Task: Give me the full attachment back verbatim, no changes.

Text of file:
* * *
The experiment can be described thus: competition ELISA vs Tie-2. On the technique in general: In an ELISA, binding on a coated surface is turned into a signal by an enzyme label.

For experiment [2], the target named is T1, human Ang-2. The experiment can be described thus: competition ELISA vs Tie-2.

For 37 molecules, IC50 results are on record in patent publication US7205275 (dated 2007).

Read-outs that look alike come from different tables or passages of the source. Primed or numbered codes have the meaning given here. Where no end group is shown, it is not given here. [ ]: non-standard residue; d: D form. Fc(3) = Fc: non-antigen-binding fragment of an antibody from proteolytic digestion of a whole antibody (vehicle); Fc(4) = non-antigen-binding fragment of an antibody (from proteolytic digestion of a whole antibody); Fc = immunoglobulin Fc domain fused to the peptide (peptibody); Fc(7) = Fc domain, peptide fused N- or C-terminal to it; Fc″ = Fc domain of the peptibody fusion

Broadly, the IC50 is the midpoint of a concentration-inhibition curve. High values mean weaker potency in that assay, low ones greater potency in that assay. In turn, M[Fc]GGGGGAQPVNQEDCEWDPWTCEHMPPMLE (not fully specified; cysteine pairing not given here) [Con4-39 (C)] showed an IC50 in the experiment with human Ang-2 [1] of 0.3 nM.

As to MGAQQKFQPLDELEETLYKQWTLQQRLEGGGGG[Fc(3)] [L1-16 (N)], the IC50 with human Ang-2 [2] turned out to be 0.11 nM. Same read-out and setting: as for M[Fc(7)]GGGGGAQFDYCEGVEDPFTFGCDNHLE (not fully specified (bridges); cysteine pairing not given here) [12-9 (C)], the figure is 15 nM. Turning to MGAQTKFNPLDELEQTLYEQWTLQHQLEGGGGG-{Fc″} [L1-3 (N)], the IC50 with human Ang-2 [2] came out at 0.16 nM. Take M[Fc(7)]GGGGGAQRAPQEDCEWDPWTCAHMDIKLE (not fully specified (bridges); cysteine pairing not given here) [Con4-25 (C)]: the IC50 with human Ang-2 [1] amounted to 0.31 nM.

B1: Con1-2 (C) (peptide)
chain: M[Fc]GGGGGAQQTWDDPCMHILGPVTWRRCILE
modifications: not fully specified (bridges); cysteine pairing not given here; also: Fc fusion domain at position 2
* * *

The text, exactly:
The experiment can be described thus: competition ELISA vs Tie-2. On the technique in general: In an ELISA, binding on a coated surface is turned into a signal by an enzyme label.

For experiment [2], the target named is T1, human Ang-2. The experiment can be described thus: competition ELISA vs Tie-2.

For 37 molecules, IC50 results are on record in patent publication US7205275 (dated 2007).

Read-outs that look alike come from different tables or passages of the source. Primed or numbered codes have the meaning given here. Where no end group is shown, it is not given here. [ ]: non-standard residue; d: D form. Fc(3) = Fc: non-antigen-binding fragment of an antibody from proteolytic digestion of a whole antibody (vehicle); Fc(4) = non-antigen-binding fragment of an antibody (from proteolytic digestion of a whole antibody); Fc = immunoglobulin Fc domain fused to the peptide (peptibody); Fc(7) = Fc domain, peptide fused N- or C-terminal to it; Fc″ = Fc domain of the peptibody fusion

Broadly, the IC50 is the midpoint of a concentration-inhibition curve. High values mean weaker potency in that assay, low ones greater potency in that assay. In turn, M[Fc]GGGGGAQPVNQEDCEWDPWTCEHMPPMLE (not fully specified; cysteine pairing not given here) [Con4-39 (C)] showed an IC50 in the experiment with human Ang-2 [1] of 0.3 nM.

As to MGAQQKFQPLDELEETLYKQWTLQQRLEGGGGG[Fc(3)] [L1-16 (N)], the IC50 with human Ang-2 [2] turned out to be 0.11 nM. Same read-out and setting: as for M[Fc(7)]GGGGGAQFDYCEGVEDPFTFGCDNHLE (not fully specified (bridges); cysteine pairing not given here) [12-9 (C)], the figure is 15 nM. Turning to MGAQTKFNPLDELEQTLYEQWTLQHQLEGGGGG-{Fc″} [L1-3 (N)], the IC50 with human Ang-2 [2] came out at 0.16 nM. Take M[Fc(7)]GGGGGAQRAPQEDCEWDPWTCAHMDIKLE (not fully specified (bridges); cysteine pairing not given here) [Con4-25 (C)]: the IC50 with human Ang-2 [1] amounted to 0.31 nM.

B1: Con1-2 (C) (peptide)
chain: M[Fc]GGGGGAQQTWDDPCMHILGPVTWRRCILE
modifications: not fully specified (bridges); cysteine pairing not given here; also: Fc fusion domain at position 2